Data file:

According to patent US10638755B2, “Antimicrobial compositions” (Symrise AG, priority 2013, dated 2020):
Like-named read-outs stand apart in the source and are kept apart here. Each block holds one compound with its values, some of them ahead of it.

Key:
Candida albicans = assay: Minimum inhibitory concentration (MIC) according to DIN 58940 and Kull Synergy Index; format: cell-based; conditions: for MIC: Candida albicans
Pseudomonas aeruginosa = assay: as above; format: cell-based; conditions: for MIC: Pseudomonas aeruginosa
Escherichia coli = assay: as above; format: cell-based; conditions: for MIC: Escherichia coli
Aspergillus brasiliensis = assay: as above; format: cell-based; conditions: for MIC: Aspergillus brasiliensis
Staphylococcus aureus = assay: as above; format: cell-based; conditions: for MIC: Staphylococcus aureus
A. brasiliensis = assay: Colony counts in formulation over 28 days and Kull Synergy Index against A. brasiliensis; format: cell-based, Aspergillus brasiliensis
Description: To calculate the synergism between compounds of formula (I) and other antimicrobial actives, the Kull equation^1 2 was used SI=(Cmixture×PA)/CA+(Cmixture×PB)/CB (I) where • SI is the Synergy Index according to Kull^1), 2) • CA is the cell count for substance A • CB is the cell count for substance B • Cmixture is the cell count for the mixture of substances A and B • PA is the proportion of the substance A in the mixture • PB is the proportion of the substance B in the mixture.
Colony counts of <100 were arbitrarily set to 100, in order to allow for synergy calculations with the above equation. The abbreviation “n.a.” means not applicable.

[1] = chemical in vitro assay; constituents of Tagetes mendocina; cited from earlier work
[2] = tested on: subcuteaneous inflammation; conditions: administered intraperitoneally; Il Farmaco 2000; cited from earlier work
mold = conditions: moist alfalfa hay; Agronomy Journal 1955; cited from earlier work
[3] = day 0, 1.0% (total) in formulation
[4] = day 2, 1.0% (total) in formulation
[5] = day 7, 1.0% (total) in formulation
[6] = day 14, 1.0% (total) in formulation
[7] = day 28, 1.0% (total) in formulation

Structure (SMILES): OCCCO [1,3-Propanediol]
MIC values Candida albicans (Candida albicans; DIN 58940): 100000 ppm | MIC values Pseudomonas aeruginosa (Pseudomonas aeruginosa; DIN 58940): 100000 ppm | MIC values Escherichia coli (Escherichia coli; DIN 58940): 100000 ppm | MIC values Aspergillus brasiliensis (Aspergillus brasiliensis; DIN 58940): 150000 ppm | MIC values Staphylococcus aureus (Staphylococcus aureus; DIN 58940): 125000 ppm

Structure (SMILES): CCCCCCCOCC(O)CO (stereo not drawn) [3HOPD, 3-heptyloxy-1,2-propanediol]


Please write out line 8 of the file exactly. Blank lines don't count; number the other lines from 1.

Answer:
Staphylococcus aureus = assay: as above; format: cell-based; conditions: for MIC: Staphylococcus aureus